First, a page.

If you're new to drawing, or if you've never had formal life drawing classes before, start with the 30m class mode. This will run you through a perfectly serviceable 30m warm up session suitable for both new artists and working professional artists. It is a small enough chunk of time that most people can complete it and not be utterly worn out after. And it's a mode that professionals will often use as a warm up! It's something that offers a lot to artists of all levels.
As a new artist, the 30s and 1m drawings can be super duper uncomfortable. They might feel like you're not learning anything, or you're doing pointless scribbles. For the first 5-10 sessions, do your best to work past that feeling of discomfort. Sometimes we make bad drawings. Sometimes it can be really uncomfortable to make drawings that aren't finished. Or your brain may come up with other excuses for why short scribbles are bad. Brains are very good at putting the brakes on learning! Try to focus on the fun of the 5 and 10m drawings, and the way drawing after a good warmup feels better and goes more smoothly.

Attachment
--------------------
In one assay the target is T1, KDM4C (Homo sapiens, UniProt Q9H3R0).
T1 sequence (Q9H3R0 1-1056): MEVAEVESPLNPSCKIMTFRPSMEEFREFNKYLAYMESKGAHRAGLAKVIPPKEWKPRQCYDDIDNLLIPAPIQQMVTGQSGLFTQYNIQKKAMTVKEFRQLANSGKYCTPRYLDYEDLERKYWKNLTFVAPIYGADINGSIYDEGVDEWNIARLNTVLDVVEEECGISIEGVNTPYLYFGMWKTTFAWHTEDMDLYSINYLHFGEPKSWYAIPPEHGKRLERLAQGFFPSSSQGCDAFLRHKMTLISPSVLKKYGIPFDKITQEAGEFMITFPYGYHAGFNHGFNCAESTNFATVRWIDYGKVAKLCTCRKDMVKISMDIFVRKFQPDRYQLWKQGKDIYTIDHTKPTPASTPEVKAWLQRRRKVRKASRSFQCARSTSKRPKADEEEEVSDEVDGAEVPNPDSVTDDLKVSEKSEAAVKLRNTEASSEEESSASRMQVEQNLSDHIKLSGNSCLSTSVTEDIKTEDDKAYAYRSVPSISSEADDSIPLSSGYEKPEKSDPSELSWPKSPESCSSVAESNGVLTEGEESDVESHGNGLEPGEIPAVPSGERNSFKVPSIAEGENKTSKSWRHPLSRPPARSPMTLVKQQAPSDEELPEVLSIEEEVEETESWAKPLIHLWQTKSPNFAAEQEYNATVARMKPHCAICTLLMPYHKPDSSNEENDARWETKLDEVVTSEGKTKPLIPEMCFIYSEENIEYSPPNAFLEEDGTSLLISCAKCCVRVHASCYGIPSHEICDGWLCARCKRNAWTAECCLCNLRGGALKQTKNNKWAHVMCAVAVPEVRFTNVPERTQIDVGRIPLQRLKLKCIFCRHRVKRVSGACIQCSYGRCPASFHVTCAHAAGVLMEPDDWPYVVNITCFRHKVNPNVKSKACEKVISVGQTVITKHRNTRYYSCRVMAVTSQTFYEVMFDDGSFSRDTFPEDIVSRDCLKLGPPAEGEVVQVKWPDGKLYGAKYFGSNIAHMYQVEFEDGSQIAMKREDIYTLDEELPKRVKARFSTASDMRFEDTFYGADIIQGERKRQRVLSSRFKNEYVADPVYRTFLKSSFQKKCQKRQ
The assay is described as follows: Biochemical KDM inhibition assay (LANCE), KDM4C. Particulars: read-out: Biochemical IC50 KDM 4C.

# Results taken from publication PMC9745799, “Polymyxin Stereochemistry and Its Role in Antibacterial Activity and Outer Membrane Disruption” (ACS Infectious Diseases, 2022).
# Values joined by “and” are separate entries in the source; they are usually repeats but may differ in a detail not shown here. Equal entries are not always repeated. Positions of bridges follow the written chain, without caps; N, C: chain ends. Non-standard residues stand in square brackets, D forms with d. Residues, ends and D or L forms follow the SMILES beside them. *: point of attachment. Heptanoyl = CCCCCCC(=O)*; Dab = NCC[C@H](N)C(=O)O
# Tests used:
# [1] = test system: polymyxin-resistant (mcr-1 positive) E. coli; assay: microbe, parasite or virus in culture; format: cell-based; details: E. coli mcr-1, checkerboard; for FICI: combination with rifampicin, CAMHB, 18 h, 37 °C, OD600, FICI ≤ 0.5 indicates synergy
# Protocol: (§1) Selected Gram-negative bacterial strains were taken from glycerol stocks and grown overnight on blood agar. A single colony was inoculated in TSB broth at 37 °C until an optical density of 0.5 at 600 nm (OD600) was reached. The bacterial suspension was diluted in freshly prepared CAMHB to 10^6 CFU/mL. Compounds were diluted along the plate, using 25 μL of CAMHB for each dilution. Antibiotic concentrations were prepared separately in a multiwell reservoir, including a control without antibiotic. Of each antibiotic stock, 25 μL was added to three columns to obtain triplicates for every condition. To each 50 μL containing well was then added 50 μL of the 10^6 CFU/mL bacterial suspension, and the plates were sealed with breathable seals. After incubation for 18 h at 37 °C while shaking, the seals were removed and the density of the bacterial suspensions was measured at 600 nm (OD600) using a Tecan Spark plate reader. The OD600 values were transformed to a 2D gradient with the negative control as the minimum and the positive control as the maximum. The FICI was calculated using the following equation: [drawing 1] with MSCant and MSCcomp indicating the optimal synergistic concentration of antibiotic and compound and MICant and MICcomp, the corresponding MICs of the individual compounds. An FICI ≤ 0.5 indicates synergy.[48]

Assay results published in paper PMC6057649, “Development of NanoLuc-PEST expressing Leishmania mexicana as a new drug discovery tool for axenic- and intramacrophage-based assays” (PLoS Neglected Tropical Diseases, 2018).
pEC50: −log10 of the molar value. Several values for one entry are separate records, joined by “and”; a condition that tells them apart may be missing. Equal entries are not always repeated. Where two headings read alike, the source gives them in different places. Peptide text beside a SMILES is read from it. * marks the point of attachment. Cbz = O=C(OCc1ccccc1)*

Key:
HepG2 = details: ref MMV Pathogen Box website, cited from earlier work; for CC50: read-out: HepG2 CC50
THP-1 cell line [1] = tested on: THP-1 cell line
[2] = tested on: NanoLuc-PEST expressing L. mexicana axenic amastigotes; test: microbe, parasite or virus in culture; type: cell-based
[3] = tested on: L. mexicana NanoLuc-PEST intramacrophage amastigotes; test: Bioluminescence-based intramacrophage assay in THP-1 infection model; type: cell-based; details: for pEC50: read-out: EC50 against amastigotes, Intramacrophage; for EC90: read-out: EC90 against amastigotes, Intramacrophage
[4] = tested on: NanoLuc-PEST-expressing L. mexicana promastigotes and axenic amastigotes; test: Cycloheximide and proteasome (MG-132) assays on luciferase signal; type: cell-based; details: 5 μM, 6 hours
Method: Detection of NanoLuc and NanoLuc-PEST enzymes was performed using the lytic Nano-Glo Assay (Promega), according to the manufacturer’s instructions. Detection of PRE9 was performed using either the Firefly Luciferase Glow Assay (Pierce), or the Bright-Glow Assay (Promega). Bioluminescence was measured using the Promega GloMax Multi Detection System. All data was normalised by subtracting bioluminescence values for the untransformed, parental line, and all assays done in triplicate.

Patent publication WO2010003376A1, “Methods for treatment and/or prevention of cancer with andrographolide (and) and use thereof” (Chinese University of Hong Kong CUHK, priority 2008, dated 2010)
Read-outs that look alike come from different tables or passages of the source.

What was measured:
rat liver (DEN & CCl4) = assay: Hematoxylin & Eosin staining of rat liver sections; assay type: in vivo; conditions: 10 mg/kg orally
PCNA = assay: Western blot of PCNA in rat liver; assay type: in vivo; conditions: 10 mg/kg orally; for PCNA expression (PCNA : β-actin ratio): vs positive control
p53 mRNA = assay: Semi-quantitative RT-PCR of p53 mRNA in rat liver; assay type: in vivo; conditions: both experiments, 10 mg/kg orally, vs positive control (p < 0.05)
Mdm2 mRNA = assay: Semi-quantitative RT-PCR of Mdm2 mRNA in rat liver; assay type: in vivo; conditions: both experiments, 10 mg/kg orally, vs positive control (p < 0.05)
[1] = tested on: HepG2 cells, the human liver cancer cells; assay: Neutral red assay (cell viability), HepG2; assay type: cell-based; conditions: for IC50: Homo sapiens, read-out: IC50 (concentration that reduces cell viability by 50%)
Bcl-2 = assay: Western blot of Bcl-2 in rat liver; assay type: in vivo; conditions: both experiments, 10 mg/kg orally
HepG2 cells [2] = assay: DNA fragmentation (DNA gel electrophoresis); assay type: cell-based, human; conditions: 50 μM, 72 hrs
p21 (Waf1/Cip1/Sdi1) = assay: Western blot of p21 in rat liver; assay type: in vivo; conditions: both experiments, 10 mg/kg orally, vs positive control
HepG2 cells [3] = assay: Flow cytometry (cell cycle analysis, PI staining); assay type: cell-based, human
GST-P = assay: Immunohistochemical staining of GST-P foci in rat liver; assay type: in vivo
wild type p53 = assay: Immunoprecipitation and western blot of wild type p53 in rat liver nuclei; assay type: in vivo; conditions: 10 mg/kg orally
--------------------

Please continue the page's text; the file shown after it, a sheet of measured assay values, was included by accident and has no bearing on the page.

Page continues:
As you become more advanced, there may be times where it's worth doing other kinds of practice sessions. But always be super suspicious of any goal that encourages a mindset of longer classes here is better, without a concrete reason WHY you want to go longer. You want to save the long and complex drawings for your fun drawing time, not for your homework drawing time, BECAUSE drawing should be fun.
To make optimal progress in drawing, you need to focus not at the amount of time you spend, but at its quality. You need to be focused, relaxed.
In general, it is best to train for 3 hours a day (with breaks). How to devide the time depends only on you. But if you mean that it's hard for you to start from big among of time, you can start from 5 min, then instrise your practise time from session to session